Saturday, April 19, 2014
By Bob Keyes email@example.com
In this season of sugar-coated dreams, John Coleman may have the sweetest dream of all.
The Via Agency in Portland put this video together in the hope that it will attract the attention of rock star David Bowie and entice him to record a Christmas song written by employees of the ad agency. CEO John Coleman acknowledges that the campaign is a shot in the dark, but says he likes to dream big.
Via Agency video
CLICK HERE to watch the 'Get it to Bowie' video.
Coleman, CEO and founder of the Via Agency, will show up at the office Tuesday and go about his day. All the while, he will keep one eye on the door in hopes that an unexpected visitor will show up with a last-minute gift.
The Portland marketing agency has created a social-media campaign designed to get the attention of rock star David Bowie. It is asking – begging, really – Bowie to record one of the Christmas songs the agency’s employees wrote and recorded for the annual Christmas greeting that it distributes to clients, vendors and friends.
“The likelihood of getting David Bowie to record anything is minute,” Coleman admitted Monday. “But that does not dilute the message that we felt was important: In these challenging times, we all carry around a few dreams. There’s nothing wrong with that. We’re putting ourselves out there by celebrating creativity and dreaming big.”
The agency, which is based in the Baxter Building in Portland, asked employees to write songs for the holiday CD. The Via House Band recorded six of them, then issued a call to Bowie via getittobowie.com.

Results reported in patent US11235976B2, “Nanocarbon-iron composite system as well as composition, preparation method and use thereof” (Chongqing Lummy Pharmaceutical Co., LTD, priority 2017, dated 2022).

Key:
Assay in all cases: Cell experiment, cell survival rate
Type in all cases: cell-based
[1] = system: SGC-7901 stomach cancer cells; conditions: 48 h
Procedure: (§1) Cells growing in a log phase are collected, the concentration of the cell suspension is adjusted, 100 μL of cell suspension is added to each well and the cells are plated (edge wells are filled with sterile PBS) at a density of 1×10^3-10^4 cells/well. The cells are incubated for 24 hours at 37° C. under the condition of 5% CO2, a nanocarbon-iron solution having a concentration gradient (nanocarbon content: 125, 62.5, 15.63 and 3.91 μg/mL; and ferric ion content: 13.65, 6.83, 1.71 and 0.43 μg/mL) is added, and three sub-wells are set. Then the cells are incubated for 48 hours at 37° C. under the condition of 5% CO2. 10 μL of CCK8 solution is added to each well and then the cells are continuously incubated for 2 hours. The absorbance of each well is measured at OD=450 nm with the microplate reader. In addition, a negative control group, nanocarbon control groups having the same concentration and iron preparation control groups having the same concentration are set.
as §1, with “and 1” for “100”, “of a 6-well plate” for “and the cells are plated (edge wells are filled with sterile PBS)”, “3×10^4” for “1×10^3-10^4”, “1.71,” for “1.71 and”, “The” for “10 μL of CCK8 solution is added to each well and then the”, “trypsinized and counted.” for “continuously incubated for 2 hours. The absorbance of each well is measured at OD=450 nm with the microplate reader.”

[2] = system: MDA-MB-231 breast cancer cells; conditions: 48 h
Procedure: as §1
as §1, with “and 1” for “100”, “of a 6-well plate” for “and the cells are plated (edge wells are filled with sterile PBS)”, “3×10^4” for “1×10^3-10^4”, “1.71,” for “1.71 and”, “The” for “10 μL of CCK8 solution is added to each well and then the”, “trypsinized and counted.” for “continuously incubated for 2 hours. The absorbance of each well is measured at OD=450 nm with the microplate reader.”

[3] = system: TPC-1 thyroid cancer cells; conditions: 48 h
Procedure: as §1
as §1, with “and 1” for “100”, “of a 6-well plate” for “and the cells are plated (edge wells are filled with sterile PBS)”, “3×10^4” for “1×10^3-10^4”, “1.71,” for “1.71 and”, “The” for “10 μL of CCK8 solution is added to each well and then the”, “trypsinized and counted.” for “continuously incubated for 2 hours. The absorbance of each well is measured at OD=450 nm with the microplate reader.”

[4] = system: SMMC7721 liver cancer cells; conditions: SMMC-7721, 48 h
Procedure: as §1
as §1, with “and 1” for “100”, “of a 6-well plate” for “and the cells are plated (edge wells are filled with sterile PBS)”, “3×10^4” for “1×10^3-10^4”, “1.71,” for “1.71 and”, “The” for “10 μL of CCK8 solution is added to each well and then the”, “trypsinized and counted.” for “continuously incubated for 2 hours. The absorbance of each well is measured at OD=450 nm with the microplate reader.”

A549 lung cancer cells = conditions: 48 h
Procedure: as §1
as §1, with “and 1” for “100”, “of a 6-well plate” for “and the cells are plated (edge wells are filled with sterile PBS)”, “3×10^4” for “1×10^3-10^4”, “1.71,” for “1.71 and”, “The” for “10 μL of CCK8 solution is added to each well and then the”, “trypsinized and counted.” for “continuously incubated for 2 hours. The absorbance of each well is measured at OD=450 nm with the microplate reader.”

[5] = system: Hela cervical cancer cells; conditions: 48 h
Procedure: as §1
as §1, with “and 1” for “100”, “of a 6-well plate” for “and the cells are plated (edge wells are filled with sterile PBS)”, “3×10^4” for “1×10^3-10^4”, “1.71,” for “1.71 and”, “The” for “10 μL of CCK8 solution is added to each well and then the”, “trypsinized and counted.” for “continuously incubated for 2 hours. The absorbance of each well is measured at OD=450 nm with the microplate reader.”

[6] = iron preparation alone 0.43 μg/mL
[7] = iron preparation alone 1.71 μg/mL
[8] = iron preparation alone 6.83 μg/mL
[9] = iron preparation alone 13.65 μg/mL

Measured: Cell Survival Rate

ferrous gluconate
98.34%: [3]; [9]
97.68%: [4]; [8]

The site includes ways to tweet at Bowie and his buddies, including Mick Jagger, to pressure him to record a song. There’s even a “Are You David Bowie?” link for Bowie himself to click if he decides to participate. There are videos to view, and all six songs are available as audio files.
There’s also a charitable component, with a link where people can donate money to Embrace a Vet, a Maine agency that supports veterans with post-traumatic stress disorder. Via made a $10,000 donation, Coleman said.
So far, about 1,000 people have tweeted to Bowie, he said. Another 3,000 or so have watched the video that Via made for the song “A Merry Feast,” recorded at Matthew’s Pub in Portland.
The idea, Coleman said, is to have fun, support a cause and generate publicity for the agency.
And who knows? Maybe Bowie will decide to play along.
Stranger things have happened.
“The aim of this project, and everything we do, is to connect with people and inspire them and make them feel something. In this case we wanted to make them laugh a little bit and maybe convince them they should have their own dream coming into the new year. It may be far-fetched, but why not?”
A representative for Bowie could not be reached.
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